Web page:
Haematopoietic stem cells can be drawn from venous blood or bone marrow.

The harvesting of haematopoietic stem cells from venous blood takes place in an outpatient clinic, meaning that donors can return to their place of work or home after the collection is completed. Five days prior to the collection, a donor is administered one subcutaneous injection of medicine twice a day, which stimulates the multiplication of haematopoietic stem cells in their bone marrow and their transition into blood. Ordinarily, donors feel moderate bone and muscle pain, nausea or a headache, as if they had the flu.

With a special automated procedure called apheresis, haematopoietic stem cells are harvested from the donor's blood, which runs through a needle and a system of tubes into a special apparatus, and are collected in a special bag. The harvesting procedure using the apparatus takes from 4 to 6 hours and is similar to collecting platelets. This method of collection is used to harvest only haematopoietic stem cells from a donor, while the remaining blood components are returned to the donor.

When haematopoietic stem cells are harvested from venous blood, the donor, as already mentioned, may feel pain due to a medication that accelerates the propagation of haematopoietic stem cells. The pain is relieved a day or two after the last dose is administered. The donation of bone marrow or, rather, haematopoietic stem cells by no means implies a major risk to the bone marrow, immune system or any other disease.

In the other hand, so-called classic or surgical harvesting, which is performed under general or local anaesthesia, a special sterile needle and syringe is used to extract 2 to 3% of red bone marrow from various points of the flat pelvic bone. The procedure takes 1 to 2 hours. The bone marrow collected in a special plastic bag looks like blood, but is thicker. The donor's bone marrow is entirely renewed within 4 to 6 weeks. As a rule, a donor is admitted to hospital a day before the collection and leaves the hospital a day after the procedure. Before bone marrow is drawn, all prescribed medical tests, including those required for anaesthesia, are performed. A week or two before drawing, the donor's blood is taken at the Blood Transfusion Centre of Slovenia and is returned to the donor after the procedure is completed as autotransfusion in order to replace the volume of liquid tissue taken from the donor.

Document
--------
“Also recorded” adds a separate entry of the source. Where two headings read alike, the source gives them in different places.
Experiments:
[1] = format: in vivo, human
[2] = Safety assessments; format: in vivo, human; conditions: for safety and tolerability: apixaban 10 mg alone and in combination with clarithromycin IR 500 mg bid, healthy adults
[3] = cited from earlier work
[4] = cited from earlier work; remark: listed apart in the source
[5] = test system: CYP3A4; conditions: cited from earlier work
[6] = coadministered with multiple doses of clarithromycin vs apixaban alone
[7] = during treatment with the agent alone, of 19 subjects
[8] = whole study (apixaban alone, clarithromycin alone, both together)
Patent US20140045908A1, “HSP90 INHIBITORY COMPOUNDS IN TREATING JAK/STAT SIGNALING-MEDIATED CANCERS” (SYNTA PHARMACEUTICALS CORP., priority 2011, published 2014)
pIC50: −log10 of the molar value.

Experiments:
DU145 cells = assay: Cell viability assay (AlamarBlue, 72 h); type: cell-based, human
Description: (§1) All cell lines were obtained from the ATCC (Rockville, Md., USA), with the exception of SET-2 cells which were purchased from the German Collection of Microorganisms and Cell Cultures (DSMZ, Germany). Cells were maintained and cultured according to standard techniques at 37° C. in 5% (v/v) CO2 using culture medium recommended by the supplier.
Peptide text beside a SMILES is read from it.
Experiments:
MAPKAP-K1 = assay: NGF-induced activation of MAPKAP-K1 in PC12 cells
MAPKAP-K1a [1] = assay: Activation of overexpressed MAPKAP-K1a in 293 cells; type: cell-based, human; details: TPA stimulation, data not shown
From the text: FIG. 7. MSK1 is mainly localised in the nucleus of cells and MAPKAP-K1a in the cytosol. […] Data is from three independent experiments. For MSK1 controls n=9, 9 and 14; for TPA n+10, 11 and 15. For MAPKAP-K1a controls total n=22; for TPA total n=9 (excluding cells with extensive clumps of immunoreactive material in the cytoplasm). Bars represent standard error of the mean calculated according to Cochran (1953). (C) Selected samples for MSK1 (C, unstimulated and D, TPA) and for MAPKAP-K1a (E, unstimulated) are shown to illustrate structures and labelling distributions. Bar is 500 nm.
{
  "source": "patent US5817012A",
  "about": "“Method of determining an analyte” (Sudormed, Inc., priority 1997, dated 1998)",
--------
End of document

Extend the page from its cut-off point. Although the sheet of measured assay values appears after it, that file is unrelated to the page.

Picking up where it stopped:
The risk involved in the donation of bone marrow is minimal for the donor. Complications due to anaesthesia are extremely rare, but nevertheless possible and, in exceptional cases, haemorrhage or an infection may occur at injection site. Obviously, donors may feel mild pain at injection site for a brief period of time, but not longer than a week or two.